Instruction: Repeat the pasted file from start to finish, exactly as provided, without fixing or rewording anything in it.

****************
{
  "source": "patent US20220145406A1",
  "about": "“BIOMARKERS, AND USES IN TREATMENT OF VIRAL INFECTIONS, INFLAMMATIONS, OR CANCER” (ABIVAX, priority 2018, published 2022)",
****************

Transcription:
{
  "source": "patent US20220145406A1",
  "about": "“BIOMARKERS, AND USES IN TREATMENT OF VIRAL INFECTIONS, INFLAMMATIONS, OR CANCER” (ABIVAX, priority 2018, published 2022)",